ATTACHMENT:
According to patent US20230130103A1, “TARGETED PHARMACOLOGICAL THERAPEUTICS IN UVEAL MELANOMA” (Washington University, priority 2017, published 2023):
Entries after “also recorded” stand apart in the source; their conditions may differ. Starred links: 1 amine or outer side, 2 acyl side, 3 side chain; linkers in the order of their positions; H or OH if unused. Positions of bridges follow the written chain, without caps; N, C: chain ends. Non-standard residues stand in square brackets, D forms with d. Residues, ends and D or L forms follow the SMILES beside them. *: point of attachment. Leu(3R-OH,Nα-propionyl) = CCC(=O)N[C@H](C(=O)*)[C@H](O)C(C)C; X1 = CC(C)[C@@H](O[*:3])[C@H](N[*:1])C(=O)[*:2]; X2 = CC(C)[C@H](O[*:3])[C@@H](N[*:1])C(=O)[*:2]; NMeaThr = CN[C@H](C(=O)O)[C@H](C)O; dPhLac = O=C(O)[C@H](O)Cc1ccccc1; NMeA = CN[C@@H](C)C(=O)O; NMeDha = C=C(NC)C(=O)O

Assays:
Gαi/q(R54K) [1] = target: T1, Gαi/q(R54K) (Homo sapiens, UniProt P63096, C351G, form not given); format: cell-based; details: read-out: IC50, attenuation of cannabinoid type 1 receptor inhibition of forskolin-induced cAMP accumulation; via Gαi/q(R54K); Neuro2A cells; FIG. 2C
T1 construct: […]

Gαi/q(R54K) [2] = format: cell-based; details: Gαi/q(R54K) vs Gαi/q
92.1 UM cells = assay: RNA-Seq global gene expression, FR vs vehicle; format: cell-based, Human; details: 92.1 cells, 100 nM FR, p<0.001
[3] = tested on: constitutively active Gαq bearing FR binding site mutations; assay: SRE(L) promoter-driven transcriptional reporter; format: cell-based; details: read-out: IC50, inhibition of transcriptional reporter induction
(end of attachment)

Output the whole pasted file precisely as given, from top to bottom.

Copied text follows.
According to patent US20230130103A1, “TARGETED PHARMACOLOGICAL THERAPEUTICS IN UVEAL MELANOMA” (Washington University, priority 2017, published 2023):
Entries after “also recorded” stand apart in the source; their conditions may differ. Starred links: 1 amine or outer side, 2 acyl side, 3 side chain; linkers in the order of their positions; H or OH if unused. Positions of bridges follow the written chain, without caps; N, C: chain ends. Non-standard residues stand in square brackets, D forms with d. Residues, ends and D or L forms follow the SMILES beside them. *: point of attachment. Leu(3R-OH,Nα-propionyl) = CCC(=O)N[C@H](C(=O)*)[C@H](O)C(C)C; X1 = CC(C)[C@@H](O[*:3])[C@H](N[*:1])C(=O)[*:2]; X2 = CC(C)[C@H](O[*:3])[C@@H](N[*:1])C(=O)[*:2]; NMeaThr = CN[C@H](C(=O)O)[C@H](C)O; dPhLac = O=C(O)[C@H](O)Cc1ccccc1; NMeA = CN[C@@H](C)C(=O)O; NMeDha = C=C(NC)C(=O)O

Assays:
Gαi/q(R54K) [1] = target: T1, Gαi/q(R54K) (Homo sapiens, UniProt P63096, C351G, form not given); format: cell-based; details: read-out: IC50, attenuation of cannabinoid type 1 receptor inhibition of forskolin-induced cAMP accumulation; via Gαi/q(R54K); Neuro2A cells; FIG. 2C
T1 construct: […]

Gαi/q(R54K) [2] = format: cell-based; details: Gαi/q(R54K) vs Gαi/q
92.1 UM cells = assay: RNA-Seq global gene expression, FR vs vehicle; format: cell-based, Human; details: 92.1 cells, 100 nM FR, p<0.001
[3] = tested on: constitutively active Gαq bearing FR binding site mutations; assay: SRE(L) promoter-driven transcriptional reporter; format: cell-based; details: read-out: IC50, inhibition of transcriptional reporter induction